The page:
1. Always a mature way to get them to consider switching, calling them idiots, hhmm not sure how well that works Keith?

    So I prefer Notes over Outlook, but as I said I use both. Sorry to tell you, but Outlook is way snappier even if you do what you say.

    Notes now has some better integration with outside calendars, it now has ICS support etc. How long did it take to get after Organizer and Outlook supported it? Too bloody long.

    I don't know, maybe you haven't used Outlook for a few years? It is always a good idea to be really familiar with a product you're dinging otherwise any information you provide can come across as not credible.

    AS for the argument Outlook is just email, well sadly that argument hasn't really helped as in quite a few cases, customers just want email, and Outlook (not Exchange) turns out to be a very good email client.

    If you're still in a discussion of comparing Notes to Outlook email, you're on a losing track, the value in Notes is not in email, it's in Apps. Time to switch it up.

  2. Carl, That reference was from someone's comments. I said I can understand the person's sentiment.
    Sure mail is an old story, but it is still one which many work with or fight with daily.
    Apps, are a whole other ball game and maybe that part should be deeper but then others out there discuss that more.
    I am not apologizing for IBM lead times to get things done, we both were inside and know what that is about.
    I am not a daily user of Outlook which is true, but do support people on 2003, 2007 and 2010 and need to work with whatever clients and servers they use.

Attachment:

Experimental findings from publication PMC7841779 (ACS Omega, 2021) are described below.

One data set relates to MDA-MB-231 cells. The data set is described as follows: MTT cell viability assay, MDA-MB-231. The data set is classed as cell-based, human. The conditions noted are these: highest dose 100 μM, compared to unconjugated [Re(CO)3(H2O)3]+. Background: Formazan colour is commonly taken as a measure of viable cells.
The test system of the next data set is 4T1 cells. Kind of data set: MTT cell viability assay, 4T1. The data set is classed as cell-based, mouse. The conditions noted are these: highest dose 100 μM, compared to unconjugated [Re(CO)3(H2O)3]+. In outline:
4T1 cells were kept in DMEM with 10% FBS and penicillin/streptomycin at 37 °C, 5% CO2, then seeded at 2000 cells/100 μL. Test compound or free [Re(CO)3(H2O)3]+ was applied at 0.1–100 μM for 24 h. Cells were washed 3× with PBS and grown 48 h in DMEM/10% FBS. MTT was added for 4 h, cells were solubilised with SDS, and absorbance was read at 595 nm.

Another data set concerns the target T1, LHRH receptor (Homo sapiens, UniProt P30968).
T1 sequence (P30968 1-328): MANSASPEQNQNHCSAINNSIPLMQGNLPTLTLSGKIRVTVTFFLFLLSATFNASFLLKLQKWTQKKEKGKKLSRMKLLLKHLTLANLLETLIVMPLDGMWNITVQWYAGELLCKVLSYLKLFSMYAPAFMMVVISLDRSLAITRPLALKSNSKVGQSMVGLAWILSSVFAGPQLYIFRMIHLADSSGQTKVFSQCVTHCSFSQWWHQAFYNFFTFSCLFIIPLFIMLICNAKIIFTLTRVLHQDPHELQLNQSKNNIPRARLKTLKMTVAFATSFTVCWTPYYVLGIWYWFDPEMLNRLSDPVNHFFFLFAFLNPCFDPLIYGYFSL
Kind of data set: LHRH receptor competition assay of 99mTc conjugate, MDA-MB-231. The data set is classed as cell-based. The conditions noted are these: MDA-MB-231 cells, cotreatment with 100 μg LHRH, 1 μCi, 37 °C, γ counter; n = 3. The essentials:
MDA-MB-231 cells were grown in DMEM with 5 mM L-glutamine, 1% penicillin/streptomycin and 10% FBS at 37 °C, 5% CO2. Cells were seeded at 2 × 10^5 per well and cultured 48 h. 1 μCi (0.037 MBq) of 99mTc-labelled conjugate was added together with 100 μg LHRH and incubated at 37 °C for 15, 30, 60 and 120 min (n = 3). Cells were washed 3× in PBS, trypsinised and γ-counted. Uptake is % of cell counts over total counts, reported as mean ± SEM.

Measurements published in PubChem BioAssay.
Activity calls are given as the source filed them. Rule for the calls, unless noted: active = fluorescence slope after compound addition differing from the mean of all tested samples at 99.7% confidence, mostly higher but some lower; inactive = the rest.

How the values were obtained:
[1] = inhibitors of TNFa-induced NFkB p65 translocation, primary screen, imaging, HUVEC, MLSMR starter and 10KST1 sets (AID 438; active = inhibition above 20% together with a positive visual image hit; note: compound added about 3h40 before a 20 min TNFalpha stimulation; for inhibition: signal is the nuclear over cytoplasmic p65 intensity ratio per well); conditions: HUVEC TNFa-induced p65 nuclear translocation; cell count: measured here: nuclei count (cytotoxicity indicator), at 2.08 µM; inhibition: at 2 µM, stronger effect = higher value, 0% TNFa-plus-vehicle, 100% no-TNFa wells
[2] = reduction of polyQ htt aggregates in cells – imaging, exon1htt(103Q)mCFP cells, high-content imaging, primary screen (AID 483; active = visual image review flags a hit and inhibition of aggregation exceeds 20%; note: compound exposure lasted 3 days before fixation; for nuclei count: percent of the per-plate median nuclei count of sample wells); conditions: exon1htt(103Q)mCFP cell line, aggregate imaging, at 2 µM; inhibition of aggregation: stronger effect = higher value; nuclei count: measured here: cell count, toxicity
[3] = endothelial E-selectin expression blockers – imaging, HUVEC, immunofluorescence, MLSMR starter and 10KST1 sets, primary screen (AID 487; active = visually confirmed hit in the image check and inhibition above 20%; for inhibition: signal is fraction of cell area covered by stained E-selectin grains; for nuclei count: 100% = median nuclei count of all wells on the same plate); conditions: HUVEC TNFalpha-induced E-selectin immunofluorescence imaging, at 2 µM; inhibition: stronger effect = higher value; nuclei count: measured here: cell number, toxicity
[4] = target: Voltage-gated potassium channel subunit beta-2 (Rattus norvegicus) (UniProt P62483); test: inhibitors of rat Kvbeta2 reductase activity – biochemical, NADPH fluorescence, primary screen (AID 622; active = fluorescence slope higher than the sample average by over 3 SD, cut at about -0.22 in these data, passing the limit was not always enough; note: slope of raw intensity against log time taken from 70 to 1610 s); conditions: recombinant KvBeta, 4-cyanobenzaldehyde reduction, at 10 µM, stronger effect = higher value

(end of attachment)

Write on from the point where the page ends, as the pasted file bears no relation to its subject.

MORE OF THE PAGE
3. I use Lotus Notes (for work) and Outlook 2010 (for my personal accounts - gmail/yahoo/hotmail) and I have to admit that Outlook does some things better than Notes, like connecting to external email accounts and keeping them separate.

    I bleed Lotus/IBM/Yellow and I feel the pain when I see better features in Outlook than in Notes, however, as Carl said, the real benefit in Notes is: Applications, Platform Support, Integration, etc... but that's when you combine the Domino Server and Lotus Notes.

    Domino is way better than Exchange - last week for example, one of my customers (who migrated from Domino 6 and 7 to Exchange 2007) had a couple of hundred users without access to their outlook mail for quite a few days just because 1 user got a wrong-formatted email which corrupted the entire Mailbox (SQL Database) where hundreds of users were hosted - things like that make Domino a better platform but doesn't make Lotus Notes a better application than Outlook.

    Based on the demos I have seen for what's coming in Lotus Notes "Next" I'd say we have pretty good chance on convincing people that Lotus Notes is better as client.

    Let's hope IBM delivers the right message and attacks what it lacks.

  4. Most of this argument would be moot if IBM would implement features that (end) users have been asking for. Mentioning that features can be added via agent doesn't help if the technical ability is not present, plus you stand the risk of being denied IBM support if things go wrong.
    IBM are only listening to their BIG customers, they (the customers) don't need multiple email address management, so the feature is not included.
    I concede that IBM has to take care of it's bread and butter accounts, but consider this: if we take it that there are 142 million notes licenses out there, then if only 1% are looking for that feature that leaves about 1.5 million users who are being told tough luck, maybe next release.
    Convert the numbers using IBM sizing for small companies and that ranges between 1500 to 2000 "small" companies.
    Even if the development investment doesn't give the requisite financial ROI, the plain goodwill generated would be enough. I'm sure many admins would breath a sigh of relief not having to tell another user that "Notes" doesn't have "that" feature.